Oh, it’s really not so bad, but I’ve been working the big post below this all day and there’s still a bit more work ahead, so let’s get started and make it snappy.
* Domestic ticket sales for movies this year are expected to top a whopping $10 billion, I guess proving the old adage that the relatively cheap entertainment of movies is a good business to be in tough economic times. If a studio exec takes you to lunch, you have my permission to order an appetizer.
* The Wall Street Journal has anecdotal reports of kids asking Santa for items like socks, school shoes, and eyeglasses. The recession affects everyone. So, out goes the glitz, in comes the chic intimate soirees for Hollywood awards promotion which still sound bloody expensive to me. But, note the item above. Also, it’s not like all that money would go to charity if they weren’t having the parties. It keeps caterers and bartenders working.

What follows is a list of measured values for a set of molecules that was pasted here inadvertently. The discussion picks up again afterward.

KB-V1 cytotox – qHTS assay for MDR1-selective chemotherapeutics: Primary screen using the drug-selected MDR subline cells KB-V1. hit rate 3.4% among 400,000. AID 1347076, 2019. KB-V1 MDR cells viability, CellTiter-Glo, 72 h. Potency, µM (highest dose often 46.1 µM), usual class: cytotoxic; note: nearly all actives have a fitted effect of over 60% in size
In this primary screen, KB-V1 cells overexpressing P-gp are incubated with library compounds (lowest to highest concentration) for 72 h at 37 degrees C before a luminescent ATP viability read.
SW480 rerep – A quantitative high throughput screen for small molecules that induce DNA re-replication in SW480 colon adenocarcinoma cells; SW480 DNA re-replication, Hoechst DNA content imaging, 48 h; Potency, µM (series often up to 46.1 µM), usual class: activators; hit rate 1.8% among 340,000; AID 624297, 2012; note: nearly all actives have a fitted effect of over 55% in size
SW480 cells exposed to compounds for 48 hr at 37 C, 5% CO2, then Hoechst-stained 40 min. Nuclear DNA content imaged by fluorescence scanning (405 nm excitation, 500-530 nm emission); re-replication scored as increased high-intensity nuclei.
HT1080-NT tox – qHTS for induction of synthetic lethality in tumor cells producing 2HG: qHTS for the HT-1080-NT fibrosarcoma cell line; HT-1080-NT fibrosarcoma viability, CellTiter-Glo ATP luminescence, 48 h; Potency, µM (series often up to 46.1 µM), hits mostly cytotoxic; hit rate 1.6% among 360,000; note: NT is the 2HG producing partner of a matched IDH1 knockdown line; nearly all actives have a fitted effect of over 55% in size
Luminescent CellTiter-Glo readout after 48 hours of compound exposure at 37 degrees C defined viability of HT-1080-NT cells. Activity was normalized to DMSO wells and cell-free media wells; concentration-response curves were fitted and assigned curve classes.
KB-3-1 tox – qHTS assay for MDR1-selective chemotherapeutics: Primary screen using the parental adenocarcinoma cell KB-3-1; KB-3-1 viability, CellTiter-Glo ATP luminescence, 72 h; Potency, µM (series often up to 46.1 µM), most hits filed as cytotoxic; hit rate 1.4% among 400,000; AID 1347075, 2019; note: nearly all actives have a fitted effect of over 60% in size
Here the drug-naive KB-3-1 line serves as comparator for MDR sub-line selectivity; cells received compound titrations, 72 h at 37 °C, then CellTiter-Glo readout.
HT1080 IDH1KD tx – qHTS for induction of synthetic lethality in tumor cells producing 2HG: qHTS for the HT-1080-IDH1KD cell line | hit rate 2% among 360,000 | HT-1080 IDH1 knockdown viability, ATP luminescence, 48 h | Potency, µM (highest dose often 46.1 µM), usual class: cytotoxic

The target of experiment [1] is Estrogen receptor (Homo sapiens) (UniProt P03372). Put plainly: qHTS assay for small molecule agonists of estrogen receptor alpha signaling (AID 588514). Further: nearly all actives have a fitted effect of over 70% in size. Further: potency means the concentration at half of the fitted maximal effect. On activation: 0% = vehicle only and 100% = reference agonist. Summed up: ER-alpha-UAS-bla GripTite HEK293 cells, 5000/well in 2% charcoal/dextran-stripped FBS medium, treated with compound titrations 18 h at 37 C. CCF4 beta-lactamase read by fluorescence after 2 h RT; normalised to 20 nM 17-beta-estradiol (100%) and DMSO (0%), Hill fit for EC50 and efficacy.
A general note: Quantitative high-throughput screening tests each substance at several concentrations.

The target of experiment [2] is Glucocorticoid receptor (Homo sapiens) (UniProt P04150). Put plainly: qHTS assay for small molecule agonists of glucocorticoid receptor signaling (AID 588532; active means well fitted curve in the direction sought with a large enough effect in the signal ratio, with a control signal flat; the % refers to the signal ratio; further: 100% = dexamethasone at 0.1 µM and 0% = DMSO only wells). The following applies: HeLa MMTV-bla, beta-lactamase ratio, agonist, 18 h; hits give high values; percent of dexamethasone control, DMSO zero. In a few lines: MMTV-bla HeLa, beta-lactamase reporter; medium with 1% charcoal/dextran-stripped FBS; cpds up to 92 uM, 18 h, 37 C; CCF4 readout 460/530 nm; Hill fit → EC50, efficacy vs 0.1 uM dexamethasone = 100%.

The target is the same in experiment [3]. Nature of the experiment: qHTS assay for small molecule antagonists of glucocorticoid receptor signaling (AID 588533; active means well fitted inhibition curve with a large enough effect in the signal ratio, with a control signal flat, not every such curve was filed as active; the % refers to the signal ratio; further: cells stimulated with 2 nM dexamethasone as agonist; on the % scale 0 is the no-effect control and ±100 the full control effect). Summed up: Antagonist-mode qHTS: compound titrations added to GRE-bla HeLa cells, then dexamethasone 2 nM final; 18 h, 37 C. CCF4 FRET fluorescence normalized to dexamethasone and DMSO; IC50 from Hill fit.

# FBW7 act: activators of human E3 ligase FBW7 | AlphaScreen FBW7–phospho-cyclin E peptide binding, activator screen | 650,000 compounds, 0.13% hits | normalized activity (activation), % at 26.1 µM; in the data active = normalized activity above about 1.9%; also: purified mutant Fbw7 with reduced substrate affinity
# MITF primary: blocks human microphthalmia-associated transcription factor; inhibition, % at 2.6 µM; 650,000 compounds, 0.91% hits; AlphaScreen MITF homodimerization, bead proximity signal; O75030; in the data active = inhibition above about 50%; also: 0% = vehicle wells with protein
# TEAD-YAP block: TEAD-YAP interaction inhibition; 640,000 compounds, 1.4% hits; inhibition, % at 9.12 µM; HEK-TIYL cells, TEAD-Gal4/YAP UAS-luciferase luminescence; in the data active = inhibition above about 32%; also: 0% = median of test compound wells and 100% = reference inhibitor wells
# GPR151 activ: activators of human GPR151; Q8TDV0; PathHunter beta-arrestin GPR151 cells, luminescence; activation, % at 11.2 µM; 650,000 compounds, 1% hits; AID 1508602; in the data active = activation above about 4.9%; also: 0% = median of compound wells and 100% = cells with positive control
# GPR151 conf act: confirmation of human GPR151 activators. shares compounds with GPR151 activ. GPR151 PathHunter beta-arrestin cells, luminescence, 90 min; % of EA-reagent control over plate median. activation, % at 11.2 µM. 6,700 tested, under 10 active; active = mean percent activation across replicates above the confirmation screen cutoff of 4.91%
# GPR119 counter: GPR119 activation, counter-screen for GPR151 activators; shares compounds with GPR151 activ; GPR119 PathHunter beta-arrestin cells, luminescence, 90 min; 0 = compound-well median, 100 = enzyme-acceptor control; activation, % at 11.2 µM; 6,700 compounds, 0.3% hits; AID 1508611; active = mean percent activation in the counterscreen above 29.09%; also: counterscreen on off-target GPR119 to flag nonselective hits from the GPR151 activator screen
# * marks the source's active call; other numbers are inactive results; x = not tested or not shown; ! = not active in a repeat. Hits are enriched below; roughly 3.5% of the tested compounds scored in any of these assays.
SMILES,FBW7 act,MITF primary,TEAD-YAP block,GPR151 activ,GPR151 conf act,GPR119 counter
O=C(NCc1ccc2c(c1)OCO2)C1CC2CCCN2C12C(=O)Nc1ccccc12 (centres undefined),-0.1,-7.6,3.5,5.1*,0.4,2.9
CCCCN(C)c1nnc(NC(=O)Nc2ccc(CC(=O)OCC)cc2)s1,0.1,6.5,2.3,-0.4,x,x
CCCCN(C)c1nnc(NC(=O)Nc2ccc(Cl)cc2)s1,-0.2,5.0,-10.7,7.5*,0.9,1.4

* In a move that could impact both the cable TV and movie business in a fairly big way, highly lauded former HBO head Chris Albrecht is joining Starz TV and will oversee new original content there. Nikki Finke has the (self-confirmed) scoop. Albrecht, who had been at HBO for 22 years, lost his job in 2007 when he was arrested after a violent public incident with his girlfriend, which he blamed on a relapse in his recovery as an alcoholic. La Finke says his personal problems are behind him; I’m certain the Starz folks think that’s true.
* “X-Men” movie fans will want to check out this interview with Bryan Singer. After seeing “Avatar,” he’s contemplating whether or not to do his “Jack, the Giant Killer” in 3-D.
* Anne Thompson has some interesting, if somewhat in-the-weeds, details on the fall out of the Dreamworks/Paramount divorce.
* There’s an old joke along that lines of “that movie wasn’t released, it escaped!” Well, apparently the new Kevin Costner supernatural thriller is being given a token release that’s practically a state secret. So says the Playlist. I’m not convinced he’s washed up, though I suppose his leading man days could be more or less behind him and his character actor days ahead of him — but another old joke, updated: the four stages of an actor’s career. “Who’s Kevin Costner?” “Get me Kevin Costner!” “Get me a young Kevin Costner! “Who’s Kevin Costner?”
For a contrasting, somewhat NSFW, point of view, see below.